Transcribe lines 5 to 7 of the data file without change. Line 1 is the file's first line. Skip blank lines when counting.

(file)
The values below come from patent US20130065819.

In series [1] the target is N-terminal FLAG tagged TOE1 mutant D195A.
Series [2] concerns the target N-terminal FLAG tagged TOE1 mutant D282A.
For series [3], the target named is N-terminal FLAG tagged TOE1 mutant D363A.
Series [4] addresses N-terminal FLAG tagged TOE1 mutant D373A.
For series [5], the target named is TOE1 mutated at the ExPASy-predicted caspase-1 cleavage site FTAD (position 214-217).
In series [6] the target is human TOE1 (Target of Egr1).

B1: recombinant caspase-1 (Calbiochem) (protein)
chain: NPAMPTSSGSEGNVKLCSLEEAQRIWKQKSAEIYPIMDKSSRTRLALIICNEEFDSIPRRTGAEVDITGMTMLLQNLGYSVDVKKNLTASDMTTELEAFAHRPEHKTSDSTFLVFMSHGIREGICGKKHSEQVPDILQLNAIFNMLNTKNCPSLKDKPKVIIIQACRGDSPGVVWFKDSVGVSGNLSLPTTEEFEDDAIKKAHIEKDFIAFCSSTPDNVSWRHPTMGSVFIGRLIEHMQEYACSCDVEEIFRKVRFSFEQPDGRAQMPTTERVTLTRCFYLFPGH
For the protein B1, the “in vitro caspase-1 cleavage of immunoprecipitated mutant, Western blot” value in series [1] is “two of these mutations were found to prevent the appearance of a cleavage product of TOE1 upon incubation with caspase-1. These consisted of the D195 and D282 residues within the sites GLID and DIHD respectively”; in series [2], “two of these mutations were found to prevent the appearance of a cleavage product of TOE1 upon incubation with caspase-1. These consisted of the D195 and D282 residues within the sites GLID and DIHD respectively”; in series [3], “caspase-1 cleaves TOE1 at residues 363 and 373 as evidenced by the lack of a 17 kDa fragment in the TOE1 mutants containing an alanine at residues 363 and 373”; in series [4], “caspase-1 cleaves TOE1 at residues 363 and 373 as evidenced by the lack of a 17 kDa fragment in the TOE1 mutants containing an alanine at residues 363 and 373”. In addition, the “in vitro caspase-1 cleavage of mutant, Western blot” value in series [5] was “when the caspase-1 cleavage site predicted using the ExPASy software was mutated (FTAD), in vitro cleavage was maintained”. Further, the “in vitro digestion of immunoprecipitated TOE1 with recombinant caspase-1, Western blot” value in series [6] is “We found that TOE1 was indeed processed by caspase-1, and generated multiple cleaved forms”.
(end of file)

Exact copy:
Series [4] addresses N-terminal FLAG tagged TOE1 mutant D373A.
For series [5], the target named is TOE1 mutated at the ExPASy-predicted caspase-1 cleavage site FTAD (position 214-217).
In series [6] the target is human TOE1 (Target of Egr1).